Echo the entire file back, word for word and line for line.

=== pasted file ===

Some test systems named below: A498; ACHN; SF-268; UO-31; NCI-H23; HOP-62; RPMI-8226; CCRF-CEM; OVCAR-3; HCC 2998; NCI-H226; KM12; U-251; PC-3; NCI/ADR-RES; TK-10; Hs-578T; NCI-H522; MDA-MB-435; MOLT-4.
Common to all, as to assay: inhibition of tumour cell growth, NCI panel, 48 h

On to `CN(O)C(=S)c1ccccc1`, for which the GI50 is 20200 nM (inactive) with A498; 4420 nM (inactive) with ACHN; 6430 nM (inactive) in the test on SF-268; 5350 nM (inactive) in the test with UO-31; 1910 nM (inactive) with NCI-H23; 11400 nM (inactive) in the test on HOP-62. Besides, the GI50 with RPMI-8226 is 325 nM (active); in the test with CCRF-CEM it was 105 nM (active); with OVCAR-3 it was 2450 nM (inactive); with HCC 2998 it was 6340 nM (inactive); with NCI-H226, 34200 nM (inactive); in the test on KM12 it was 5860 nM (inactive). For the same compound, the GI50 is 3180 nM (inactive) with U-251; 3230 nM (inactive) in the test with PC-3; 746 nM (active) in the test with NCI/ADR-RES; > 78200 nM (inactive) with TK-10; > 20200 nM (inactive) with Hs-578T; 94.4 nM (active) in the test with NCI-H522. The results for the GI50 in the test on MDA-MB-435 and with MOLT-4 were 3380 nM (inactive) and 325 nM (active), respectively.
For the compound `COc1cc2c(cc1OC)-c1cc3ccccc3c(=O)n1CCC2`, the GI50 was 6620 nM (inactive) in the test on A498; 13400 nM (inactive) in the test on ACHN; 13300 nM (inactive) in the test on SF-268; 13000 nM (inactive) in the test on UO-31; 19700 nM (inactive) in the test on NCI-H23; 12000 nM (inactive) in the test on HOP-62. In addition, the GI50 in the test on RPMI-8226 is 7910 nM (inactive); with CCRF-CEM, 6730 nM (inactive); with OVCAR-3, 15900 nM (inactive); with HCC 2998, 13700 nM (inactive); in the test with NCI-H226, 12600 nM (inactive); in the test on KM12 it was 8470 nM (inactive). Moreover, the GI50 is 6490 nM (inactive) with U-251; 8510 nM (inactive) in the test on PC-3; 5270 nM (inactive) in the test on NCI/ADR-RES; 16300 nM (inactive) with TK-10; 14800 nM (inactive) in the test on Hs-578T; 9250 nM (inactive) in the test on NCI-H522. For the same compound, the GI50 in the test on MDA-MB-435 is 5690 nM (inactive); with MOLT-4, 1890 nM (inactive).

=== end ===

Some test systems named below: A498; ACHN; SF-268; UO-31; NCI-H23; HOP-62; RPMI-8226; CCRF-CEM; OVCAR-3; HCC 2998; NCI-H226; KM12; U-251; PC-3; NCI/ADR-RES; TK-10; Hs-578T; NCI-H522; MDA-MB-435; MOLT-4.
Common to all, as to assay: inhibition of tumour cell growth, NCI panel, 48 h

On to `CN(O)C(=S)c1ccccc1`, for which the GI50 is 20200 nM (inactive) with A498; 4420 nM (inactive) with ACHN; 6430 nM (inactive) in the test on SF-268; 5350 nM (inactive) in the test with UO-31; 1910 nM (inactive) with NCI-H23; 11400 nM (inactive) in the test on HOP-62. Besides, the GI50 with RPMI-8226 is 325 nM (active); in the test with CCRF-CEM it was 105 nM (active); with OVCAR-3 it was 2450 nM (inactive); with HCC 2998 it was 6340 nM (inactive); with NCI-H226, 34200 nM (inactive); in the test on KM12 it was 5860 nM (inactive). For the same compound, the GI50 is 3180 nM (inactive) with U-251; 3230 nM (inactive) in the test with PC-3; 746 nM (active) in the test with NCI/ADR-RES; > 78200 nM (inactive) with TK-10; > 20200 nM (inactive) with Hs-578T; 94.4 nM (active) in the test with NCI-H522. The results for the GI50 in the test on MDA-MB-435 and with MOLT-4 were 3380 nM (inactive) and 325 nM (active), respectively.
For the compound `COc1cc2c(cc1OC)-c1cc3ccccc3c(=O)n1CCC2`, the GI50 was 6620 nM (inactive) in the test on A498; 13400 nM (inactive) in the test on ACHN; 13300 nM (inactive) in the test on SF-268; 13000 nM (inactive) in the test on UO-31; 19700 nM (inactive) in the test on NCI-H23; 12000 nM (inactive) in the test on HOP-62. In addition, the GI50 in the test on RPMI-8226 is 7910 nM (inactive); with CCRF-CEM, 6730 nM (inactive); with OVCAR-3, 15900 nM (inactive); with HCC 2998, 13700 nM (inactive); in the test with NCI-H226, 12600 nM (inactive); in the test on KM12 it was 8470 nM (inactive). Moreover, the GI50 is 6490 nM (inactive) with U-251; 8510 nM (inactive) in the test on PC-3; 5270 nM (inactive) in the test on NCI/ADR-RES; 16300 nM (inactive) with TK-10; 14800 nM (inactive) in the test on Hs-578T; 9250 nM (inactive) in the test on NCI-H522. For the same compound, the GI50 in the test on MDA-MB-435 is 5690 nM (inactive); with MOLT-4, 1890 nM (inactive).